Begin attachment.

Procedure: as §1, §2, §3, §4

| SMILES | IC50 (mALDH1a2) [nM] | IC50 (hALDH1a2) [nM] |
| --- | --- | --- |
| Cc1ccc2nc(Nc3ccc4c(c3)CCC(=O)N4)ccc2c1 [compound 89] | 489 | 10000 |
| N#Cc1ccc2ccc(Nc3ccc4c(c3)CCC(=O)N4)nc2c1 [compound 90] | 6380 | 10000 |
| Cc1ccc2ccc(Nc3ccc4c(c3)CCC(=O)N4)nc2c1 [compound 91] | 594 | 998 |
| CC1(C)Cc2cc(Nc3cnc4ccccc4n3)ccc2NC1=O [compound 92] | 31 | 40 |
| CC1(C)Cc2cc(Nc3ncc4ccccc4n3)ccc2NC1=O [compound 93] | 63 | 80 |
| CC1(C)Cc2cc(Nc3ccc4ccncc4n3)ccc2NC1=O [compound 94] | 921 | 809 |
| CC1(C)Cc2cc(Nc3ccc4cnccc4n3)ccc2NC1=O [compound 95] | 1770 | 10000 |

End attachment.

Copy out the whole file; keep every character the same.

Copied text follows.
Procedure: as §1, §2, §3, §4

| SMILES | IC50 (mALDH1a2) [nM] | IC50 (hALDH1a2) [nM] |
| --- | --- | --- |
| Cc1ccc2nc(Nc3ccc4c(c3)CCC(=O)N4)ccc2c1 [compound 89] | 489 | 10000 |
| N#Cc1ccc2ccc(Nc3ccc4c(c3)CCC(=O)N4)nc2c1 [compound 90] | 6380 | 10000 |
| Cc1ccc2ccc(Nc3ccc4c(c3)CCC(=O)N4)nc2c1 [compound 91] | 594 | 998 |
| CC1(C)Cc2cc(Nc3cnc4ccccc4n3)ccc2NC1=O [compound 92] | 31 | 40 |
| CC1(C)Cc2cc(Nc3ncc4ccccc4n3)ccc2NC1=O [compound 93] | 63 | 80 |
| CC1(C)Cc2cc(Nc3ccc4ccncc4n3)ccc2NC1=O [compound 94] | 921 | 809 |
| CC1(C)Cc2cc(Nc3ccc4cnccc4n3)ccc2NC1=O [compound 95] | 1770 | 10000 |